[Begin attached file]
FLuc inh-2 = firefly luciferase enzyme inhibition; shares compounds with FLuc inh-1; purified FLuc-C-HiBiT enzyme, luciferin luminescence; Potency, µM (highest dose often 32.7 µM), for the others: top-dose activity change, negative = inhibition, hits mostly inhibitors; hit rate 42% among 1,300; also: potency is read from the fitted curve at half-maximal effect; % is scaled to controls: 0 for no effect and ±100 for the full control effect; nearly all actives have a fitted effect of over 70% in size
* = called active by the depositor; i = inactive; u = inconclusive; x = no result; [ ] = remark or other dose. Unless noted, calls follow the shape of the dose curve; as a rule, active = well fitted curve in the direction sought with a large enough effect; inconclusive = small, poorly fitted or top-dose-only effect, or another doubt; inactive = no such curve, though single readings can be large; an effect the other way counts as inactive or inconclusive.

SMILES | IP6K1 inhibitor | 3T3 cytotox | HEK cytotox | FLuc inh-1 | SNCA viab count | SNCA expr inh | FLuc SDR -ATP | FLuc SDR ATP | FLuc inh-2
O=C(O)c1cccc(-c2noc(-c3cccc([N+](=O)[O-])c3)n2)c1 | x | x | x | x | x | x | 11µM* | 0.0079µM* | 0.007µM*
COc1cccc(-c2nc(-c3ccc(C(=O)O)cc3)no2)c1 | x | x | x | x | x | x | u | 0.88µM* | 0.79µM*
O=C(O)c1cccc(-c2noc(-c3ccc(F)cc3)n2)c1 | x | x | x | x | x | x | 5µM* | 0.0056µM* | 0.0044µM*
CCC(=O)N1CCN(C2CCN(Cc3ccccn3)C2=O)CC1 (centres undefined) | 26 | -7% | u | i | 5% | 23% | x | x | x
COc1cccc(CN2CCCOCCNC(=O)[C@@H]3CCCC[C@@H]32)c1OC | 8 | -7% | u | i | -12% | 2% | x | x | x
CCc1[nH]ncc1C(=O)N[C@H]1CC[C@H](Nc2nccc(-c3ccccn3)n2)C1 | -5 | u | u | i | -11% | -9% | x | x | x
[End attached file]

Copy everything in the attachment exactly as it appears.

FLuc inh-2 = firefly luciferase enzyme inhibition; shares compounds with FLuc inh-1; purified FLuc-C-HiBiT enzyme, luciferin luminescence; Potency, µM (highest dose often 32.7 µM), for the others: top-dose activity change, negative = inhibition, hits mostly inhibitors; hit rate 42% among 1,300; also: potency is read from the fitted curve at half-maximal effect; % is scaled to controls: 0 for no effect and ±100 for the full control effect; nearly all actives have a fitted effect of over 70% in size
* = called active by the depositor; i = inactive; u = inconclusive; x = no result; [ ] = remark or other dose. Unless noted, calls follow the shape of the dose curve; as a rule, active = well fitted curve in the direction sought with a large enough effect; inconclusive = small, poorly fitted or top-dose-only effect, or another doubt; inactive = no such curve, though single readings can be large; an effect the other way counts as inactive or inconclusive.

SMILES | IP6K1 inhibitor | 3T3 cytotox | HEK cytotox | FLuc inh-1 | SNCA viab count | SNCA expr inh | FLuc SDR -ATP | FLuc SDR ATP | FLuc inh-2
O=C(O)c1cccc(-c2noc(-c3cccc([N+](=O)[O-])c3)n2)c1 | x | x | x | x | x | x | 11µM* | 0.0079µM* | 0.007µM*
COc1cccc(-c2nc(-c3ccc(C(=O)O)cc3)no2)c1 | x | x | x | x | x | x | u | 0.88µM* | 0.79µM*
O=C(O)c1cccc(-c2noc(-c3ccc(F)cc3)n2)c1 | x | x | x | x | x | x | 5µM* | 0.0056µM* | 0.0044µM*
CCC(=O)N1CCN(C2CCN(Cc3ccccn3)C2=O)CC1 (centres undefined) | 26 | -7% | u | i | 5% | 23% | x | x | x
COc1cccc(CN2CCCOCCNC(=O)[C@@H]3CCCC[C@@H]32)c1OC | 8 | -7% | u | i | -12% | 2% | x | x | x
CCc1[nH]ncc1C(=O)N[C@H]1CC[C@H](Nc2nccc(-c3ccccn3)n2)C1 | -5 | u | u | i | -11% | -9% | x | x | x